From Publishers Weekly
The impact of Oprah Winfrey's television book club is well known to everyone in the book business. Yet many among the literati assumed Oprah's picks were mediocre and resented the star's posturing as a tastemaker. In her lively, information-filled account of the club's history, Rooney, an award-winning poet and a writing instructor at Emerson College, defends Oprah as a genuine "intellectual force" who "promoted the bridging of the high–low chasm" in American literary life. Although Rooney confesses she found many picks unreadable for reasons she eloquently explains she points out the literary worth of selected novels by Toni Morrison, Jonathan Franzen, Rohinton Mistry and others. Rooney relates theoretical ideas on taste, literary value and cultural hierarchy to the social phenomenon of Oprah's club and focuses on every up and down in the face-off between Oprah and Franzen, saying each was disingenuous at times, and both missed an opportunity to look at larger questions of our literary culture. On the negative side, Rooney finds Oprah manipulative and inclined to interpret literary fiction in the reductive terms of autobiography and self-help. Ultimately, Rooney sees Oprah's Book Club (including its latest incarnation) as a positive effort. Although Rooney's sometimes awkward prose can get bogged down in anecdotal evidence and personal asides, she accurately captures the cultural unrest surrounding the Oprah Book Club and raises numerous thoughtful points about its significance.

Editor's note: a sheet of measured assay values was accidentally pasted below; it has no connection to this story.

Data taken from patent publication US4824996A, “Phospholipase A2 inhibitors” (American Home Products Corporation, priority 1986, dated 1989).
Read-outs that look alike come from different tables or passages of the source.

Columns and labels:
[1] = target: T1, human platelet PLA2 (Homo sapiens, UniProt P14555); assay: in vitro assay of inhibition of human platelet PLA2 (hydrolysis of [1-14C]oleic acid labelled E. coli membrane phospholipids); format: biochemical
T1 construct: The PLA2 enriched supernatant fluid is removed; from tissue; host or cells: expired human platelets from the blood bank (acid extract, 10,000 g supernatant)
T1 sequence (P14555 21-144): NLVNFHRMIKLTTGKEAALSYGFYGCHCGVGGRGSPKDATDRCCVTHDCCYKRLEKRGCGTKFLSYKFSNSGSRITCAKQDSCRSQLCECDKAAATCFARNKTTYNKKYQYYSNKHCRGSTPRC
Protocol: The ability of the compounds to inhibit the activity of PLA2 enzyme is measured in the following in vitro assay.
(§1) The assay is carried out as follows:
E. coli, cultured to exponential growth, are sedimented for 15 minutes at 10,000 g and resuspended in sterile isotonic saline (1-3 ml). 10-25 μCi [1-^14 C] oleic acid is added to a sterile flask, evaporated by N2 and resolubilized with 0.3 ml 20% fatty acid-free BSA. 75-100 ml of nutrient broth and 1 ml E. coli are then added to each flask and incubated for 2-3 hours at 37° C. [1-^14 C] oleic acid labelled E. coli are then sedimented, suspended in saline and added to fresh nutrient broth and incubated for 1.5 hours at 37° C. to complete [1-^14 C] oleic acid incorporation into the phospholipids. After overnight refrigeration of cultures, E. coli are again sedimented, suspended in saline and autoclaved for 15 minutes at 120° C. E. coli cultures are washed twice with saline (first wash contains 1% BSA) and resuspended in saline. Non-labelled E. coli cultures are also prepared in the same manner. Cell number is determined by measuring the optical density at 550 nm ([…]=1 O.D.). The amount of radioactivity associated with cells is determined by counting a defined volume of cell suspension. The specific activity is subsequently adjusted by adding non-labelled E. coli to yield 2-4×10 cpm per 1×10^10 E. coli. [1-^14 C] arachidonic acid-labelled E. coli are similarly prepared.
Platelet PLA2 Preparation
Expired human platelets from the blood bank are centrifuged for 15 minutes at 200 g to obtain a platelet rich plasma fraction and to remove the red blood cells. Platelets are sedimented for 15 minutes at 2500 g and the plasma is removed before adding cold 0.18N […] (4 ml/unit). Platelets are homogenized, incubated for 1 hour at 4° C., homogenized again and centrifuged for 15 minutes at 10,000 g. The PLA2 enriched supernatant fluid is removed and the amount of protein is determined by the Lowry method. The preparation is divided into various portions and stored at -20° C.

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Lively . . . accurately captures the cultural unrest surrounding the Oprah book club and raises numerous thoughtful points about its significance.
This is a highly readable book.
Rooney takes a steady, smart look at a situation that is both fascinating in its own right and deeply revealing about how it is in our cultural life these days.